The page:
Located 13 kilometres north-west of the downtown area, the Miami International Airport is Southern Florida’s main facility for long-haul international flights. It is an important hub for services to Latin America, together with flights to Western Asia and Europe, and is one of only eight airports in the United States currently equipped to accommodate the Airbus A380 jumbo jet.
Miami International Airport’s proximity to local Latin American and European populations have resulted in it becoming one of the largest transport hubs in the United States, together with being a major base for cargo carriers FedEx Express and UPS Airlines. It is one of only a handful of airports with direct flights to Cuba, although these flights are restricted to those with special authorisation from the Office of Foreign Assets Control. The airport operates across four runways and a single main terminal building, divided into one linear concourse and concourses. While level 1 is dedicated to arriving passengers, with baggage carousels and access to ground transportation, level 2 is where the check-in areas are situated, together with the concourse gates. There are plenty of shops, fast-food joints and restaurants found throughout the concourses, together with airline lounges and access to the Miami–International Airport hotel. There is a “Plane Fun” children’s play area in Concourse E and an interfaith prayer room in Concourse D, as well as money exchange facilities and Wi-Fi internet access throughout the terminal. The airport is adorned with contemporary artworks which reflect the culture and environment of its surrounding communities, as well as the destinations served by the airport.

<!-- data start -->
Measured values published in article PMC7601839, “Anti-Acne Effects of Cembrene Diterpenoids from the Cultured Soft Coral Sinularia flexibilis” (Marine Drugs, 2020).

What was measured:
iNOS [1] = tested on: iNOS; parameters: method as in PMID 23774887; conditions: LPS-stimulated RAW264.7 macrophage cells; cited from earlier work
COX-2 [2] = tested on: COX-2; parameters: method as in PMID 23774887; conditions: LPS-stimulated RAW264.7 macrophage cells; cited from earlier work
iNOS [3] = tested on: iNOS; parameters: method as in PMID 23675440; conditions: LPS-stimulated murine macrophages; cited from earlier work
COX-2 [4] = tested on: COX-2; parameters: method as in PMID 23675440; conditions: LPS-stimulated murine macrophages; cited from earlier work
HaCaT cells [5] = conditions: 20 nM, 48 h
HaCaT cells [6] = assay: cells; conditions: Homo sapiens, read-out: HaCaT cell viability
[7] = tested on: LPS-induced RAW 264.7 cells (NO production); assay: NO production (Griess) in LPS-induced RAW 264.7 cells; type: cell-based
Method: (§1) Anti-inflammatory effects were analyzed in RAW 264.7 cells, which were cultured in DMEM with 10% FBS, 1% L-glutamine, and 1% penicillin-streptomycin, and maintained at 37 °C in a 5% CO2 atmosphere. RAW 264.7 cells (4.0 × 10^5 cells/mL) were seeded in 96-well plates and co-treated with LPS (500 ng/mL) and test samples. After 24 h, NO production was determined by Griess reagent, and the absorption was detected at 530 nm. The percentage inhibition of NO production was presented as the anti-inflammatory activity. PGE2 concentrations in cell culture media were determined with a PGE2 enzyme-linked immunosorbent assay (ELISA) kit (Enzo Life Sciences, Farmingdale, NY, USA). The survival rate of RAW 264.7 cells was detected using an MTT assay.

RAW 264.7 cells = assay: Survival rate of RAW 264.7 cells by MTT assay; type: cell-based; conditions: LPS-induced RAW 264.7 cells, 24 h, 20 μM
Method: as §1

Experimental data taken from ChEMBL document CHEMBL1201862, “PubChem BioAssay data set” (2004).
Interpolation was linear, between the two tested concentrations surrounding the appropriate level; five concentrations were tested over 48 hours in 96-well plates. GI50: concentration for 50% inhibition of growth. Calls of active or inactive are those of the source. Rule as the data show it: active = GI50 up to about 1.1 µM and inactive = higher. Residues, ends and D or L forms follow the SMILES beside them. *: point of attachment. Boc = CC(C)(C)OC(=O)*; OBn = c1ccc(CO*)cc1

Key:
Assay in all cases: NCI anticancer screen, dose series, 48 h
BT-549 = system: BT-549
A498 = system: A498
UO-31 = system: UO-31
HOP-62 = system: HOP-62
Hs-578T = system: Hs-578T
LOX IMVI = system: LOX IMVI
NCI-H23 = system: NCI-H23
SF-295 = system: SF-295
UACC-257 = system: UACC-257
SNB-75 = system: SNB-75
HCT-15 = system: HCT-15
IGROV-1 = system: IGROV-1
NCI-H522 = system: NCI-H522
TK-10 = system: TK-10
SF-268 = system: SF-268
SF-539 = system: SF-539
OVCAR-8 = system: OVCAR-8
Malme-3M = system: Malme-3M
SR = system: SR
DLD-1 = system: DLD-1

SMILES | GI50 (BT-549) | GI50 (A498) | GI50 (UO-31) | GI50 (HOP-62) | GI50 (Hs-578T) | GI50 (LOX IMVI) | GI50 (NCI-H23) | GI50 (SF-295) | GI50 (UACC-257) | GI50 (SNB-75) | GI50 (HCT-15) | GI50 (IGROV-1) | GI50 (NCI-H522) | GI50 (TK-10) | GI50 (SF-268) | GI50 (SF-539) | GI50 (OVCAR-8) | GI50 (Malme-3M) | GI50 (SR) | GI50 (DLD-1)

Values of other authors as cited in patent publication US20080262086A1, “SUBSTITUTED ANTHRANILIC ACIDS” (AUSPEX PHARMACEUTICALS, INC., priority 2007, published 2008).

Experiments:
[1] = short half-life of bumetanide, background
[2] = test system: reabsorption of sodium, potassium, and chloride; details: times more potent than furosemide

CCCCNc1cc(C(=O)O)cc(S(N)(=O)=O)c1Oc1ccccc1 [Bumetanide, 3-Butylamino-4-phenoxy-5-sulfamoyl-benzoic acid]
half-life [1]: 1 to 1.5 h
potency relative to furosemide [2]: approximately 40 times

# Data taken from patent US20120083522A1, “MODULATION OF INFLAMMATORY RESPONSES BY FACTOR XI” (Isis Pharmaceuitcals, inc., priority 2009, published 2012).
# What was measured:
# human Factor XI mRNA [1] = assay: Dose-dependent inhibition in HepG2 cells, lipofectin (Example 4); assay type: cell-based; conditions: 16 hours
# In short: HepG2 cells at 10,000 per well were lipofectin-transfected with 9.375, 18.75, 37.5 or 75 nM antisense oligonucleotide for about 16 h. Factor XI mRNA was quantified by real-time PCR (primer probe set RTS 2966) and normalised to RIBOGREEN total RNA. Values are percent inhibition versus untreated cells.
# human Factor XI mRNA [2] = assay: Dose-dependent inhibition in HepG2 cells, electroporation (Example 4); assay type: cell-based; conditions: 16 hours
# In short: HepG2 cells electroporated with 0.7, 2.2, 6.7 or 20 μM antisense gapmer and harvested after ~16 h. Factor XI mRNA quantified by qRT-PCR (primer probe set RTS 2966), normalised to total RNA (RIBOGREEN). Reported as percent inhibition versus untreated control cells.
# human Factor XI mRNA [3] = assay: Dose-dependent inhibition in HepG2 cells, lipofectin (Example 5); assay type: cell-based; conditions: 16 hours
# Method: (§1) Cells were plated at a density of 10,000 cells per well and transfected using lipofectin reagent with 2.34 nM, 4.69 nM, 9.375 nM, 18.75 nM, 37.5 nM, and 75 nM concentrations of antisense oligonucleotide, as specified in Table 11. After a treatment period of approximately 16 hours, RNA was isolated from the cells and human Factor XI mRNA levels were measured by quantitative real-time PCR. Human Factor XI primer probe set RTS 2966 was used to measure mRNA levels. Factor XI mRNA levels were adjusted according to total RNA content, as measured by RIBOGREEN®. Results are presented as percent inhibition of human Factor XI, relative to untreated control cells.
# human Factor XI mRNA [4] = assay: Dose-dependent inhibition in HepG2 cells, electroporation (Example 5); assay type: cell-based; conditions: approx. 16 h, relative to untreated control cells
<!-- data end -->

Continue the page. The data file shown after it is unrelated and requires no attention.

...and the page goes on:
Ground transportation from the airport is operated from the Miami Intermodal Centre where the Metrorail station and Tri-Rail terminal are situated, together with the bus terminal and car rental facilities. A free MIA Mover transports passengers here from the terminal arrivals hall, and taxis are available in ranks outside.
The first airport to open on the current site was the Miami City Airport in the 1920s, with Pan American World Airways opening an adjacent facility in 1928. During World War II, the Miami Army Airfield was opened just to the south of here, before they were merged in 1949 by the City of Miami Port Authority.